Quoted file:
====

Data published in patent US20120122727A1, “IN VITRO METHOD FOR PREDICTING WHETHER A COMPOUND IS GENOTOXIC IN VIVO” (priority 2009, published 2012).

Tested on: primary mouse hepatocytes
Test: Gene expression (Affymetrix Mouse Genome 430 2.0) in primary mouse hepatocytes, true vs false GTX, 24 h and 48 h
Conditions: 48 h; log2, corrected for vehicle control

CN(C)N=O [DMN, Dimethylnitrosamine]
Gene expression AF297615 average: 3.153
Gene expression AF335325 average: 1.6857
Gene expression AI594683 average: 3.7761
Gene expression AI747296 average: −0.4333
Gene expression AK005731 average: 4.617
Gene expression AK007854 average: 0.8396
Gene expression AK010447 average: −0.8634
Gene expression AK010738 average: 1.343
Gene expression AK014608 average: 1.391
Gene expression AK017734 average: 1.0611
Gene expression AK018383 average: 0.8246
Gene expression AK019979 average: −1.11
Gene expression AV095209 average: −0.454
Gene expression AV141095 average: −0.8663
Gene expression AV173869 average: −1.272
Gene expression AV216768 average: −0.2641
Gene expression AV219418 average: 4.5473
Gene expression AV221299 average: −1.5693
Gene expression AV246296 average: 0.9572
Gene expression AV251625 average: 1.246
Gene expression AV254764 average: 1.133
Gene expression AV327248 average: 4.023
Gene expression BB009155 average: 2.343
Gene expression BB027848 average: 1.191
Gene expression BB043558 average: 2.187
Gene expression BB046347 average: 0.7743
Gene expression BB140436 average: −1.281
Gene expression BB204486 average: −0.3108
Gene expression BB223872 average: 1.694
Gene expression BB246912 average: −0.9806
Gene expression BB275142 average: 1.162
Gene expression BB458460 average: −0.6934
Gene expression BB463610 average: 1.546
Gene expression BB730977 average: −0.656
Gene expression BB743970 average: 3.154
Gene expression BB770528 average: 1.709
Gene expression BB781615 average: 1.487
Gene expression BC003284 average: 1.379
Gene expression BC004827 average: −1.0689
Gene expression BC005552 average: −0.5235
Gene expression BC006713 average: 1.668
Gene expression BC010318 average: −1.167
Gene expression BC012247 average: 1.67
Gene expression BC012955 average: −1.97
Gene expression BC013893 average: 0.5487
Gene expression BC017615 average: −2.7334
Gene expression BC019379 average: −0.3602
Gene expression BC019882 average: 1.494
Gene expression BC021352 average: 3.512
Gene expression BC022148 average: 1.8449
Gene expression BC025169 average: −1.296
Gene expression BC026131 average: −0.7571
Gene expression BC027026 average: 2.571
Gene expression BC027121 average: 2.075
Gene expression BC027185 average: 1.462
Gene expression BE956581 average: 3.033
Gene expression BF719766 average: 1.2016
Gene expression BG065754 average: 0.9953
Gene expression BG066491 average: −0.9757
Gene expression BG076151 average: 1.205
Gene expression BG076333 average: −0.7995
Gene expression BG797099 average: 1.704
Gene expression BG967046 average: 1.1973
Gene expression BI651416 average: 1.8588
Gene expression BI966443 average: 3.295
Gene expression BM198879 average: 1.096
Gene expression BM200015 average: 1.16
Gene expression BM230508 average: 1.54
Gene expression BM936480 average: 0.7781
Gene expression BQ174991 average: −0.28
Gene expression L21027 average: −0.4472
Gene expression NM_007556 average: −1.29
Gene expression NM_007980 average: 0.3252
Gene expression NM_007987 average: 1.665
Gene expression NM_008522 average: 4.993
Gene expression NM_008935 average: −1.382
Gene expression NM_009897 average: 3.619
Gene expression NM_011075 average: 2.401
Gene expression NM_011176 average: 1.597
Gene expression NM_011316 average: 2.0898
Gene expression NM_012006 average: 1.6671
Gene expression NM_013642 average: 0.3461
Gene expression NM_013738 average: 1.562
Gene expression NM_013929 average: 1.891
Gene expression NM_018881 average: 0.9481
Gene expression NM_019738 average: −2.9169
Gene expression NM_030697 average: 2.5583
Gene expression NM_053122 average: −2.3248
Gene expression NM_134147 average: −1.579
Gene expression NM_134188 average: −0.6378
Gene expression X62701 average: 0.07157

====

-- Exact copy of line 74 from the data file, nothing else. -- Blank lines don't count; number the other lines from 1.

Gene expression BM936480 average: 0.7781